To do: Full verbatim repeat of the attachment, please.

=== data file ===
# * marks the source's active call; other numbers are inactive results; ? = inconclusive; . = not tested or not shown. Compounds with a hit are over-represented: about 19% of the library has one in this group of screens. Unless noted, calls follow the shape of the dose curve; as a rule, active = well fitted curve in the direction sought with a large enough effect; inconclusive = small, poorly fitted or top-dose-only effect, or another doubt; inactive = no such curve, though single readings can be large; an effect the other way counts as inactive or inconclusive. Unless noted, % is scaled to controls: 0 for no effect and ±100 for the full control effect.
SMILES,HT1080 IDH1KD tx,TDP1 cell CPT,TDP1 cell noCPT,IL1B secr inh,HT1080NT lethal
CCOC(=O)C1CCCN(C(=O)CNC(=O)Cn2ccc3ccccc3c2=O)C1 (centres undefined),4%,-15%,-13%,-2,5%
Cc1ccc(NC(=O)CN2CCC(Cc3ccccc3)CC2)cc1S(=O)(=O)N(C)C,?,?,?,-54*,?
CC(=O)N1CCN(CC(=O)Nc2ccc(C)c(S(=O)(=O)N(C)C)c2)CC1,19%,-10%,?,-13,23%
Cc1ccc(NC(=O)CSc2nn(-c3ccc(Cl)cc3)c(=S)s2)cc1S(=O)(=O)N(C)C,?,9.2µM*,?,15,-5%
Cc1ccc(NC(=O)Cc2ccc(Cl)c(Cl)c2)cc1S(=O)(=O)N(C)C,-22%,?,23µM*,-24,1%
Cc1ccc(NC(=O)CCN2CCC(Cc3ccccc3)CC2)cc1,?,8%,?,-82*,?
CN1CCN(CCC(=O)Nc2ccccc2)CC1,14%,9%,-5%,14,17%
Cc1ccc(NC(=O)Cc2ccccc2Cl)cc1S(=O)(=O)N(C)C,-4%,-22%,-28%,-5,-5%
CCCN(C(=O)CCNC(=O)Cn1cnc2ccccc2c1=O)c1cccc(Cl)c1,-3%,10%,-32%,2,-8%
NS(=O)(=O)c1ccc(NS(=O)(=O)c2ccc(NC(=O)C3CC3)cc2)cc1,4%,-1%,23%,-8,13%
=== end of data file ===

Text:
# * marks the source's active call; other numbers are inactive results; ? = inconclusive; . = not tested or not shown. Compounds with a hit are over-represented: about 19% of the library has one in this group of screens. Unless noted, calls follow the shape of the dose curve; as a rule, active = well fitted curve in the direction sought with a large enough effect; inconclusive = small, poorly fitted or top-dose-only effect, or another doubt; inactive = no such curve, though single readings can be large; an effect the other way counts as inactive or inconclusive. Unless noted, % is scaled to controls: 0 for no effect and ±100 for the full control effect.
SMILES,HT1080 IDH1KD tx,TDP1 cell CPT,TDP1 cell noCPT,IL1B secr inh,HT1080NT lethal
CCOC(=O)C1CCCN(C(=O)CNC(=O)Cn2ccc3ccccc3c2=O)C1 (centres undefined),4%,-15%,-13%,-2,5%
Cc1ccc(NC(=O)CN2CCC(Cc3ccccc3)CC2)cc1S(=O)(=O)N(C)C,?,?,?,-54*,?
CC(=O)N1CCN(CC(=O)Nc2ccc(C)c(S(=O)(=O)N(C)C)c2)CC1,19%,-10%,?,-13,23%
Cc1ccc(NC(=O)CSc2nn(-c3ccc(Cl)cc3)c(=S)s2)cc1S(=O)(=O)N(C)C,?,9.2µM*,?,15,-5%
Cc1ccc(NC(=O)Cc2ccc(Cl)c(Cl)c2)cc1S(=O)(=O)N(C)C,-22%,?,23µM*,-24,1%
Cc1ccc(NC(=O)CCN2CCC(Cc3ccccc3)CC2)cc1,?,8%,?,-82*,?
CN1CCN(CCC(=O)Nc2ccccc2)CC1,14%,9%,-5%,14,17%
Cc1ccc(NC(=O)Cc2ccccc2Cl)cc1S(=O)(=O)N(C)C,-4%,-22%,-28%,-5,-5%
CCCN(C(=O)CCNC(=O)Cn1cnc2ccccc2c1=O)c1cccc(Cl)c1,-3%,10%,-32%,2,-8%
NS(=O)(=O)c1ccc(NS(=O)(=O)c2ccc(NC(=O)C3CC3)cc2)cc1,4%,-1%,23%,-8,13%